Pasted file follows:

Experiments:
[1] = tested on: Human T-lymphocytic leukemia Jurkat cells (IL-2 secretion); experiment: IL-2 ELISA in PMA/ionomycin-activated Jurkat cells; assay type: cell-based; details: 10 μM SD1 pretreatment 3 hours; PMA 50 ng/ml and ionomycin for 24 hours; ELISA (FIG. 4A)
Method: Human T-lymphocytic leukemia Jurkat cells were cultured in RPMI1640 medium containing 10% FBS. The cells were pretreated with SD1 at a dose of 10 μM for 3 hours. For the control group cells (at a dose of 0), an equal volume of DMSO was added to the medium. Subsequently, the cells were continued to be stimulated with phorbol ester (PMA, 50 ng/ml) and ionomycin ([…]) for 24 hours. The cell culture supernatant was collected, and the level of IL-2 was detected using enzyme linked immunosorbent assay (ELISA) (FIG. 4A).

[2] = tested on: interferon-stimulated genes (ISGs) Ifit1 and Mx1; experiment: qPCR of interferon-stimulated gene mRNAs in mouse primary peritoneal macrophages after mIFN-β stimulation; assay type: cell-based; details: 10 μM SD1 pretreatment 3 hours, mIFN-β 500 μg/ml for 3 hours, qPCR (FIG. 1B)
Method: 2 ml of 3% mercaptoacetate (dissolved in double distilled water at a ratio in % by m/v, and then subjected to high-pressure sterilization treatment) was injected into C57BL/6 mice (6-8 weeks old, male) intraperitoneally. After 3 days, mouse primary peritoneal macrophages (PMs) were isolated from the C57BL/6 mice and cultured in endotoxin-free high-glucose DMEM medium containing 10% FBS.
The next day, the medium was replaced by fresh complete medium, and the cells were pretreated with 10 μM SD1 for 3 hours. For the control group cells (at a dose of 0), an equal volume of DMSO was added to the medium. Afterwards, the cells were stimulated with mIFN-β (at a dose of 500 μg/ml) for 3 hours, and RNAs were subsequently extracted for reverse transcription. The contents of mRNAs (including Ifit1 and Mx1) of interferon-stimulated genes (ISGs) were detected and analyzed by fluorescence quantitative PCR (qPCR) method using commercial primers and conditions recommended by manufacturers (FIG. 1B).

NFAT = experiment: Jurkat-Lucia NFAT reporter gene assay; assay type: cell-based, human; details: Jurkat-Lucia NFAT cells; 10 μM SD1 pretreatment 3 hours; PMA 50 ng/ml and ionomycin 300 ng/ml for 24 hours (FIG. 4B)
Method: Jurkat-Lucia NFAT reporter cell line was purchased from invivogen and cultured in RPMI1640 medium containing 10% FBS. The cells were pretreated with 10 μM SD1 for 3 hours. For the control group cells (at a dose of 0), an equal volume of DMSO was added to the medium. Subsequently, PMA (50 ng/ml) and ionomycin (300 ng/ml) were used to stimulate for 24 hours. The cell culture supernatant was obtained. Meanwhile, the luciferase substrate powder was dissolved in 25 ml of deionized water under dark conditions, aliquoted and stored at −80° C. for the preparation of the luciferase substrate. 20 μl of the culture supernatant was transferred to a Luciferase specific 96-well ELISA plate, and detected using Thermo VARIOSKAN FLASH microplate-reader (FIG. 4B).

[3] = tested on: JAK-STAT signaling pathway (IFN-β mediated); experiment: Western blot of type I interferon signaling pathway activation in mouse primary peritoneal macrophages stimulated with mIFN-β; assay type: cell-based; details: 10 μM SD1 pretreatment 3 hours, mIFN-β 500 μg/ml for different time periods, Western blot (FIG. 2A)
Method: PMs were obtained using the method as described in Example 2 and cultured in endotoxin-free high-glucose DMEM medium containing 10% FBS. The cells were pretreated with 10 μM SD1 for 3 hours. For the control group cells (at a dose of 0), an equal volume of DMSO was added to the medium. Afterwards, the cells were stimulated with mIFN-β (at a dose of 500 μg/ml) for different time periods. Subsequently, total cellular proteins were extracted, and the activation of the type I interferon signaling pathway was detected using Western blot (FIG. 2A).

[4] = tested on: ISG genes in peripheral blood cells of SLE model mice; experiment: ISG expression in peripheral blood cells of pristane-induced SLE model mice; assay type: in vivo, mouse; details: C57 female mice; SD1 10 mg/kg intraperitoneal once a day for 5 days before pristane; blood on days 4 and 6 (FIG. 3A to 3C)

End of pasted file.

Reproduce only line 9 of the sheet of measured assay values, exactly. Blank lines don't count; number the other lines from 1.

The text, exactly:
[3] = tested on: JAK-STAT signaling pathway (IFN-β mediated); experiment: Western blot of type I interferon signaling pathway activation in mouse primary peritoneal macrophages stimulated with mIFN-β; assay type: cell-based; details: 10 μM SD1 pretreatment 3 hours, mIFN-β 500 μg/ml for different time periods, Western blot (FIG. 2A)